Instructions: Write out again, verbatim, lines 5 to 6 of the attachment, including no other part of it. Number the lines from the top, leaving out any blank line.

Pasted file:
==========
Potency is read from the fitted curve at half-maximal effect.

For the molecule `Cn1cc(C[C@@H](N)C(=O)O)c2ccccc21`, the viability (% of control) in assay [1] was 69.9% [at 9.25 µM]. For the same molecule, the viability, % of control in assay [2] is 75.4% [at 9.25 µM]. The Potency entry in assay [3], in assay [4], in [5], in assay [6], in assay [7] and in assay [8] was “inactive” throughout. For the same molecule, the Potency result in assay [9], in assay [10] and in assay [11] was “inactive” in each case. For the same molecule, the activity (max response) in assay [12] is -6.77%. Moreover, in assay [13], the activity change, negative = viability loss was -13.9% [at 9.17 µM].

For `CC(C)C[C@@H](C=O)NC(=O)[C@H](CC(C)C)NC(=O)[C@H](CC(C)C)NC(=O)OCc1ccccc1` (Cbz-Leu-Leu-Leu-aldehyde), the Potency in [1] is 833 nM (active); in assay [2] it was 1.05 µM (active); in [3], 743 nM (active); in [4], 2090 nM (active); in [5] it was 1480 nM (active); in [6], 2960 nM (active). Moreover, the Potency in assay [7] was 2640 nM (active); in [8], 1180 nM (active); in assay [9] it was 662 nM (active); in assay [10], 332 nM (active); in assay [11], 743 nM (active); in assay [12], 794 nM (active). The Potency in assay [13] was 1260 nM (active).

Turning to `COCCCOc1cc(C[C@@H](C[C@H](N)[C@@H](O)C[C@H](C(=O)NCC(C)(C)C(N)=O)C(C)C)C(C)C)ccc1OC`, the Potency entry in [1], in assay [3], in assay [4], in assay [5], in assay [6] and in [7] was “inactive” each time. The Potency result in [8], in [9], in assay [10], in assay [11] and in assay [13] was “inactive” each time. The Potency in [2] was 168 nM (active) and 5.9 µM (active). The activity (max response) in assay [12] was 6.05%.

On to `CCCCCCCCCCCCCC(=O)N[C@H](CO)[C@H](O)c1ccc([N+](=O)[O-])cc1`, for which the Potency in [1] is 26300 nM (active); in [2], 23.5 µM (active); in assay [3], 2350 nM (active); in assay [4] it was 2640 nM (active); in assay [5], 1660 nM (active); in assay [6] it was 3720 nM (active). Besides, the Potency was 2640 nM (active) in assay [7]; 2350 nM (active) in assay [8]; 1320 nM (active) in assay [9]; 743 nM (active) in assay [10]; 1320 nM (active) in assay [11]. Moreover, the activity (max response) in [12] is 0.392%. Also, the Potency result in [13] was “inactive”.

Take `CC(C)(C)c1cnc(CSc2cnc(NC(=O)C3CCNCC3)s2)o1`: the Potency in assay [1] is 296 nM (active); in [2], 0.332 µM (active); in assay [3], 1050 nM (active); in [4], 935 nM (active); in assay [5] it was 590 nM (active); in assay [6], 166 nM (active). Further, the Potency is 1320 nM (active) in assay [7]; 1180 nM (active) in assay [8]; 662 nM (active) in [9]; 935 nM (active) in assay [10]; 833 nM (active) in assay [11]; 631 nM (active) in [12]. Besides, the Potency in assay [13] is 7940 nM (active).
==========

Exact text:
On to `CCCCCCCCCCCCCC(=O)N[C@H](CO)[C@H](O)c1ccc([N+](=O)[O-])cc1`, for which the Potency in [1] is 26300 nM (active); in [2], 23.5 µM (active); in assay [3], 2350 nM (active); in assay [4] it was 2640 nM (active); in assay [5], 1660 nM (active); in assay [6] it was 3720 nM (active). Besides, the Potency was 2640 nM (active) in assay [7]; 2350 nM (active) in assay [8]; 1320 nM (active) in assay [9]; 743 nM (active) in assay [10]; 1320 nM (active) in assay [11]. Moreover, the activity (max response) in [12] is 0.392%. Also, the Potency result in [13] was “inactive”.

Take `CC(C)(C)c1cnc(CSc2cnc(NC(=O)C3CCNCC3)s2)o1`: the Potency in assay [1] is 296 nM (active); in [2], 0.332 µM (active); in assay [3], 1050 nM (active); in [4], 935 nM (active); in assay [5] it was 590 nM (active); in assay [6], 166 nM (active). Further, the Potency is 1320 nM (active) in assay [7]; 1180 nM (active) in assay [8]; 662 nM (active) in [9]; 935 nM (active) in assay [10]; 833 nM (active) in assay [11]; 631 nM (active) in [12]. Besides, the Potency in assay [13] is 7940 nM (active).